TEMPE, Ariz., Dec. 19, 2018 /PRNewswire-PRWeb/
To help taxpayers save money and reduce mass confusion, Tax-Free Wealth Author, CPA and CEO Tom Wheelwright clarifies nine tax law changes for 2018 returns based on the Tax Cuts and Jobs Act. 2018 will be the first year that the new tax law will impact returns, and the majority do not understand these big picture changes. With less than two weeks left in 2018, it's important to understand what is new, talk to your Tax Advisor and make a long-term wealth strategy plan.
The biggest winners of the new tax law are corporations, small business owners and investors. While most people will get a higher deduction, there are gray areas where some will pay more tax.
Wheelwright emphasizes, “Tax Advisors should not rely on computer software to make these calculations. It is big mistake because you have to make some choices. Taxpayers need a tax professional who understands the mechanics and options.”
1. 21 Percent Lower Corporate Tax Rate – For corporations with a 21% tax rate (reduced from 35%), these companies will have a team of accountants to determine their best tax strategy with the new tax law. Corporate tax savings are significant, and should result in more jobs and pay increases for employees over the long run.
2. Higher Standard Deductions will result in Fewer Itemized Returns – Because the standard deduction almost doubled to $12,000 for single tax filers and $24,000 for married couples filing jointly, many will choose not to itemize their 2018 returns. The result should be that most people pay less in taxes.
3. Some Miscellaneous Deductions are Eliminated – The new tax code also eliminated miscellaneous deductions for employee business expense deductions and fees paid to accountants and investment advisors.
4. Business Owners and Real Estate Investors may Qualify for 20 Percent Pass-Through Deduction – With more than 90% of businesses in the U.S. being small business, the new 20 percent pass-through deduction will impact many people. This deduction may apply to qualifying companies, including S Corps, with limitations. For example, S Corps must be domestic (meaning the company and owners must live in the U.S.). For service businesses involving categories like doctors, lawyers and financial advisors, the taxable income of the professional involved, must be below $207,500 (for a single individual) or $415,000 (married, and filing jointly) according to the IRS to qualify.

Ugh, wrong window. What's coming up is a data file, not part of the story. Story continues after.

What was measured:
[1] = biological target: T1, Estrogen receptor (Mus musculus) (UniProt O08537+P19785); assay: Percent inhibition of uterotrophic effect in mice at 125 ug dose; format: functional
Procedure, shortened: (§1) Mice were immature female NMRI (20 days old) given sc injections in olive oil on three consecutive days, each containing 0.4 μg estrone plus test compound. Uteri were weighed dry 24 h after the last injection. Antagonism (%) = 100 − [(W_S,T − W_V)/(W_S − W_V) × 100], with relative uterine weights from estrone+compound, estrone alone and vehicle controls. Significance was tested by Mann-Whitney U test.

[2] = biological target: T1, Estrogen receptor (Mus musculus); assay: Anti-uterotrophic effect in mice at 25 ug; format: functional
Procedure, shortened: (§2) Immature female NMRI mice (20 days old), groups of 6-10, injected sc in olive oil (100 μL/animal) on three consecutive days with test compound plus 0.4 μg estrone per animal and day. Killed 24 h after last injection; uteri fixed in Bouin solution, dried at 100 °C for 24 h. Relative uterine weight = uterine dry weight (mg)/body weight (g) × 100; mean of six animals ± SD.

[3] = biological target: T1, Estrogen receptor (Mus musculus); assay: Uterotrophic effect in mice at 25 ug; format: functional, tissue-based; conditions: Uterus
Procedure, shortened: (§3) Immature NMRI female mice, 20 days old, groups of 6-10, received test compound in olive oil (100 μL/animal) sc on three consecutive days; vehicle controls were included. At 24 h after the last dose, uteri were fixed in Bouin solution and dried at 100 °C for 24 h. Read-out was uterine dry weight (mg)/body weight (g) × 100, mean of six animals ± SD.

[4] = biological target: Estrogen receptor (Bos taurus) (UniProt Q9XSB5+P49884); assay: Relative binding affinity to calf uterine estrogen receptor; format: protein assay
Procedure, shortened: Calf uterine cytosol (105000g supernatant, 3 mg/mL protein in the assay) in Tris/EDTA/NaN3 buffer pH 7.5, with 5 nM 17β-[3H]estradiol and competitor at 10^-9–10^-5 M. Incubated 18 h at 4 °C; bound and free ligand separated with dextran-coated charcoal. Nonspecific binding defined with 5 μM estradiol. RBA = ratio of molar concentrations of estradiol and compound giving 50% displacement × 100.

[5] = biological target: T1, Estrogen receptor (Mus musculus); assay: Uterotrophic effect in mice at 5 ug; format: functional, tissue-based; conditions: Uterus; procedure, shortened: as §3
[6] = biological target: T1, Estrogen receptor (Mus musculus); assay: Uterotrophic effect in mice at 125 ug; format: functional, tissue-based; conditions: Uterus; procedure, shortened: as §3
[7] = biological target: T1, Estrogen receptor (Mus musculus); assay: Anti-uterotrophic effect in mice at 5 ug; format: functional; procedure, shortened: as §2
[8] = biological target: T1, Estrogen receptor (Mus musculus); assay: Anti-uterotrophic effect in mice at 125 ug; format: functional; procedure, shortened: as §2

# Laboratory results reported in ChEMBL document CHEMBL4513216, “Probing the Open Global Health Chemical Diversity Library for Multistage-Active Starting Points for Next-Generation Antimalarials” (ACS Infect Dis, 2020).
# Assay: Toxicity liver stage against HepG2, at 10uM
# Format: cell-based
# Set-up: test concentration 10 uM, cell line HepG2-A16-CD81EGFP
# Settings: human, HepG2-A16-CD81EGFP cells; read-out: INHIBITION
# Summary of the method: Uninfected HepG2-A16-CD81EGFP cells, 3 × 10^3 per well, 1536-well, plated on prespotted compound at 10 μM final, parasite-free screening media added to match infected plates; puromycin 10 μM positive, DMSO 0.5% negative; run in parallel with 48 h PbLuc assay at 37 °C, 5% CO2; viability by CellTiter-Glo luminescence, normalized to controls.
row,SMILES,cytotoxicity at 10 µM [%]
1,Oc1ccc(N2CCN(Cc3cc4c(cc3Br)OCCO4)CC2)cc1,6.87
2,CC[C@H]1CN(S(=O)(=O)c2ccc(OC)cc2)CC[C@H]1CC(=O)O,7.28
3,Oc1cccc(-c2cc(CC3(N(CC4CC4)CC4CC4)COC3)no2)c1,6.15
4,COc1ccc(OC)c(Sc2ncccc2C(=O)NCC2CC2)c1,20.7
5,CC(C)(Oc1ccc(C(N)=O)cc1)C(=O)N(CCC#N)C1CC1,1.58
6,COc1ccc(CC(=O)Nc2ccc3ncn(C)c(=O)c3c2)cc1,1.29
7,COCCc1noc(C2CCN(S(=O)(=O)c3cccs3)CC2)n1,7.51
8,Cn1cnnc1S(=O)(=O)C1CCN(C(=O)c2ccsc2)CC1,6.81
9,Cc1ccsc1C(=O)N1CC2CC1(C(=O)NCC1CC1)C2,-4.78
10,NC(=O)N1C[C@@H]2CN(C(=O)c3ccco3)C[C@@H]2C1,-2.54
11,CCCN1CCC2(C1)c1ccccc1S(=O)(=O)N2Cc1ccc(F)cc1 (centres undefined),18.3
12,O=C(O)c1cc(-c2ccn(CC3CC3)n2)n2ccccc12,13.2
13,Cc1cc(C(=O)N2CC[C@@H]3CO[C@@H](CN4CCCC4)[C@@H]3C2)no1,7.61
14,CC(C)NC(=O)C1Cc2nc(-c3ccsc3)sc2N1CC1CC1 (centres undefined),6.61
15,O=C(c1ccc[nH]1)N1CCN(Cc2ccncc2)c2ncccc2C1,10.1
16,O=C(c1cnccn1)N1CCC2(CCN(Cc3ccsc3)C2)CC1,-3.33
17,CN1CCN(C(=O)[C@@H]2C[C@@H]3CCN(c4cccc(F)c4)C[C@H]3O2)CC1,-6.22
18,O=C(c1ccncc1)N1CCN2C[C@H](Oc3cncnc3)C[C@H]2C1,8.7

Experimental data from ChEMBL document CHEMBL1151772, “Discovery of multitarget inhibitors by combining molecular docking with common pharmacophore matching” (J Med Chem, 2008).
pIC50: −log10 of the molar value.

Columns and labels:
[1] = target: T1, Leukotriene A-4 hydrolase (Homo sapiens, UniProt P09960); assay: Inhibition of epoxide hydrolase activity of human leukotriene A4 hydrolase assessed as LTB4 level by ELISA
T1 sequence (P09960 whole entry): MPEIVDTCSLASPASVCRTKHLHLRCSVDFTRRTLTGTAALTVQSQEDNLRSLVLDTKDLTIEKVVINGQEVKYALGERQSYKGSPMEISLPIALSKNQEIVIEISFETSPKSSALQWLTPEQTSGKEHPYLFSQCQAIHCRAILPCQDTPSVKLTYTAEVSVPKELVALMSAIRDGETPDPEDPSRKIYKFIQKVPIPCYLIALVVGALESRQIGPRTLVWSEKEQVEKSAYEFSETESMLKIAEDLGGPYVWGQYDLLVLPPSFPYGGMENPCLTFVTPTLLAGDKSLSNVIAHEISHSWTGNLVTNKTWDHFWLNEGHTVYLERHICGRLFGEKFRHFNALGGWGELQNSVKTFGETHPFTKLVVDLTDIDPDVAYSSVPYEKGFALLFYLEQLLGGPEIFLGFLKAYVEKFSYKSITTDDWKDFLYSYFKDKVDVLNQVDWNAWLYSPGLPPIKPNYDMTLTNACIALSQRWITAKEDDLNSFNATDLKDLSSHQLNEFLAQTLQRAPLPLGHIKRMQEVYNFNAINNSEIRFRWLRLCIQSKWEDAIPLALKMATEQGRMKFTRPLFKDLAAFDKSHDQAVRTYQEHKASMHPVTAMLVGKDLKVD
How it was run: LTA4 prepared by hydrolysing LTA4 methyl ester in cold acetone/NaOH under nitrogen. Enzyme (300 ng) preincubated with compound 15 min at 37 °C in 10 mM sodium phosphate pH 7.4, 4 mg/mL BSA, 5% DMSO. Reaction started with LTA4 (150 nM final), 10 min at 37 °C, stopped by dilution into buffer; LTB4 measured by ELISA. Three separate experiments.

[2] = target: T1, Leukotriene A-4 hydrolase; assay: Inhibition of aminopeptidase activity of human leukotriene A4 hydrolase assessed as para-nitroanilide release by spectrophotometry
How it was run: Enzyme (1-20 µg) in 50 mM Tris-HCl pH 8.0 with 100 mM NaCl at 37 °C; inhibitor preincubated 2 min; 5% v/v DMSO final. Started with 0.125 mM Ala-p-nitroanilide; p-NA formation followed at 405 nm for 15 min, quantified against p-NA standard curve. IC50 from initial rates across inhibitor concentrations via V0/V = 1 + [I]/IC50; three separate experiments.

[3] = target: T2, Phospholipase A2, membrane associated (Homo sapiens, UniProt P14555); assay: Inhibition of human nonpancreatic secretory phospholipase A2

5. How to Calculate the 20 Percent Pass-Through Deduction – To determine if a business owner qualifies for the tax savings, there are five steps. Step 1) Calculate your qualified business income, which is your pass-through net income that does not include wages, subtracting losses. Step 2) Calculate your taxable income, and determine which is lower, your qualified business income or taxable business income. Step 3) For a service business, determine if it qualifies within the income caps. Step 4) Calculate the other limitations on the 20% deduction. And Step 5) Calculate 20% of the lesser of the two income options, and that is your 20% pass-through deduction.
6. Overall Charity Deduction Limits Increased – The limit on charitable deductions has gone up from 50% to 60% of AGI (Adjust Gross Income) under the new law. As a result, higher income taxpayers who itemize are more likely to increase charitable deductions. If individuals select the standard deduction, they will not itemize charitable donations.
7. IRS Position on Charity Donation through State Tax Credits may impact Federal Returns – The IRS proposed regulation, which states the IRS' position, says if you get a tax credit from the state, the same deduction cannot be taken on your federal return. For example, if a taxpayer donates $1k to a qualified charity tuition program in Arizona, the state gives you a $1k credit. The IRS says that if the state tax credit is taken, then the charitable deduction is lost.
8. Retail Owners can Deduct Inventory, Even if Not Sold – Both online retailers and stores now have the opportunity for a new inventory deduction when buying goods versus the previous rules where products could only be deducted after it was sold. The new law states that a retail owner can write-off inventory, as long as the item is under $2500. For example, if someone is carrying $300,000 of inventory at the end of 2017, the business could get a $300,000 deduction in 2018. To qualify, the retailer must have less than $25 million in sales. In the first year of the new law, this change can result in significant tax savings for retailers. Eventually, it will even out. Wheelwright adds, “This inventory deduction change is one of the best parts of the new law.”
9. State and Local Tax (SALT) are now Capped – SALT tax deductions for property and income tax or sales tax on Schedule A are now capped at $10,000 on federal returns. This cap is going to hurt homeowners and investors in high income states where property taxes are much higher. California, New York and New Jerseyhomeowners are likely to pay more in taxes based on this change. Some states have implemented “workaround tax credits” including New York, New Jersey, Connecticut, and Oregon to minimize this tax burden.
What is most important for everyone to do now is plan ahead for year-end by meeting with your Tax Advisor right away. 2018 is the first year that the new Tax Cuts and Jobs Act of 2017 will impact your tax returns. Don't wait another minute to start planning ways to legally put more money back in your pocket!
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